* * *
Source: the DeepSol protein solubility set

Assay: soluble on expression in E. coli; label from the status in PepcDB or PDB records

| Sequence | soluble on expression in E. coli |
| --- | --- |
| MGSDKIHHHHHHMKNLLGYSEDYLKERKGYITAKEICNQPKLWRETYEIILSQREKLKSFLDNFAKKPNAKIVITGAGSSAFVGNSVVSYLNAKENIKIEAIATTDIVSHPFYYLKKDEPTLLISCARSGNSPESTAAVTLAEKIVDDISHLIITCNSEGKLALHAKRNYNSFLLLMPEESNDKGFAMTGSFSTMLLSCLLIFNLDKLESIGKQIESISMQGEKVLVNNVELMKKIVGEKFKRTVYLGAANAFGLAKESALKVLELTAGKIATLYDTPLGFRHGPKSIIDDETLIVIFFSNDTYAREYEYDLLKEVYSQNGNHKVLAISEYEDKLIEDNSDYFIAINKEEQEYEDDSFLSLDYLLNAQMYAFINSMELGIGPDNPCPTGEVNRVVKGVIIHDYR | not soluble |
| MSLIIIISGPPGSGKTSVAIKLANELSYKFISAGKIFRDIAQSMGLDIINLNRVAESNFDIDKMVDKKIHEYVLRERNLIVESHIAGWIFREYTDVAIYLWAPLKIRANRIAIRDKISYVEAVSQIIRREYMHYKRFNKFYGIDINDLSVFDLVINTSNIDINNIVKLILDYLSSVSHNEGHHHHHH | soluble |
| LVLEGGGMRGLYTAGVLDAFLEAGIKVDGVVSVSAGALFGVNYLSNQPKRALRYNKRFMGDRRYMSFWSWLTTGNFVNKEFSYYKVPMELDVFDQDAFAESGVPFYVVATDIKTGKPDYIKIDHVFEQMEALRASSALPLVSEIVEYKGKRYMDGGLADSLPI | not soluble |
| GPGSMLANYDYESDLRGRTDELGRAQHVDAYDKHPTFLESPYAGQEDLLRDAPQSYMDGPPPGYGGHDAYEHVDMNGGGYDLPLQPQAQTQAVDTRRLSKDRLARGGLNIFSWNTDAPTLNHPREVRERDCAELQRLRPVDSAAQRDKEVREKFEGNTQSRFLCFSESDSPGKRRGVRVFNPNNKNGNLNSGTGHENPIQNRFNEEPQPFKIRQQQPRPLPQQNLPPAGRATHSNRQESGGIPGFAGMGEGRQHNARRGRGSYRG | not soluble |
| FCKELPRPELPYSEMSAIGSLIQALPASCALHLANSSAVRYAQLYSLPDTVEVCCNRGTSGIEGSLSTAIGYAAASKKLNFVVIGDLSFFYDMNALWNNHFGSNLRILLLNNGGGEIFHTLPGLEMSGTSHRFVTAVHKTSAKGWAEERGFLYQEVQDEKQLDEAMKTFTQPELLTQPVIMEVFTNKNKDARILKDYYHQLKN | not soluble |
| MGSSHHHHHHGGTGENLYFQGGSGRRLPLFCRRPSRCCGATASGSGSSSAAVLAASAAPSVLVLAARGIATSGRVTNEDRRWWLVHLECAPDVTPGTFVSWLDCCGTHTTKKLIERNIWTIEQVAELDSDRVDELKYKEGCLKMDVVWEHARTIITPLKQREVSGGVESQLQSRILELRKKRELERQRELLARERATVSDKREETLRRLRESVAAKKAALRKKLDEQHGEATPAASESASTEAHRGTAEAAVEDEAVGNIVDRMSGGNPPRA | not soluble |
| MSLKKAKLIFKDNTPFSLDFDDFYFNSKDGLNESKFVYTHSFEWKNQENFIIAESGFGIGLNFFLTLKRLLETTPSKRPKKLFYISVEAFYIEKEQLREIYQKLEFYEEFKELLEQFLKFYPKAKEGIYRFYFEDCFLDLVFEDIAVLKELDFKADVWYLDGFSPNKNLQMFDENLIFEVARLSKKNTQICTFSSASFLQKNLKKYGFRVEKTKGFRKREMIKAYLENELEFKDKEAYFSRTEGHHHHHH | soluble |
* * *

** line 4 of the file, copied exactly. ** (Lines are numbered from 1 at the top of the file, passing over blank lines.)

| --- | --- |